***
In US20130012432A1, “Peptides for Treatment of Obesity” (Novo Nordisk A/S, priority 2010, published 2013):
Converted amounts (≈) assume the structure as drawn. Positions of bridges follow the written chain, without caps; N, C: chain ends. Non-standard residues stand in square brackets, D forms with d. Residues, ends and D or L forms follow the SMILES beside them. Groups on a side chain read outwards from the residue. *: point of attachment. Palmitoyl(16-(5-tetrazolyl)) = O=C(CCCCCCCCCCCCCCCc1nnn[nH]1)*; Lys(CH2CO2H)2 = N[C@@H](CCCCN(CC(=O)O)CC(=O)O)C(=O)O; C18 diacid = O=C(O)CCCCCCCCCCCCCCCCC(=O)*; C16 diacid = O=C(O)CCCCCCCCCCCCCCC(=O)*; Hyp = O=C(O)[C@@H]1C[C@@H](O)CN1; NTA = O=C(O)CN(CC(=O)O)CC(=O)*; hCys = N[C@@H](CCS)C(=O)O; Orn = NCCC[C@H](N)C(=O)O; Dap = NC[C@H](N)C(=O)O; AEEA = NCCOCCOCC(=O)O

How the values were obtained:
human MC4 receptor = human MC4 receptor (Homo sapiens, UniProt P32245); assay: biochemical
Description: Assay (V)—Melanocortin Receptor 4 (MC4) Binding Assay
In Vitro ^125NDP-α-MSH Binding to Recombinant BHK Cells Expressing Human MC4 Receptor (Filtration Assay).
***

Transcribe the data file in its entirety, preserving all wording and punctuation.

In US20130012432A1, “Peptides for Treatment of Obesity” (Novo Nordisk A/S, priority 2010, published 2013):
Converted amounts (≈) assume the structure as drawn. Positions of bridges follow the written chain, without caps; N, C: chain ends. Non-standard residues stand in square brackets, D forms with d. Residues, ends and D or L forms follow the SMILES beside them. Groups on a side chain read outwards from the residue. *: point of attachment. Palmitoyl(16-(5-tetrazolyl)) = O=C(CCCCCCCCCCCCCCCc1nnn[nH]1)*; Lys(CH2CO2H)2 = N[C@@H](CCCCN(CC(=O)O)CC(=O)O)C(=O)O; C18 diacid = O=C(O)CCCCCCCCCCCCCCCCC(=O)*; C16 diacid = O=C(O)CCCCCCCCCCCCCCC(=O)*; Hyp = O=C(O)[C@@H]1C[C@@H](O)CN1; NTA = O=C(O)CN(CC(=O)O)CC(=O)*; hCys = N[C@@H](CCS)C(=O)O; Orn = NCCC[C@H](N)C(=O)O; Dap = NC[C@H](N)C(=O)O; AEEA = NCCOCCOCC(=O)O

How the values were obtained:
human MC4 receptor = human MC4 receptor (Homo sapiens, UniProt P32245); assay: biochemical
Description: Assay (V)—Melanocortin Receptor 4 (MC4) Binding Assay
In Vitro ^125NDP-α-MSH Binding to Recombinant BHK Cells Expressing Human MC4 Receptor (Filtration Assay).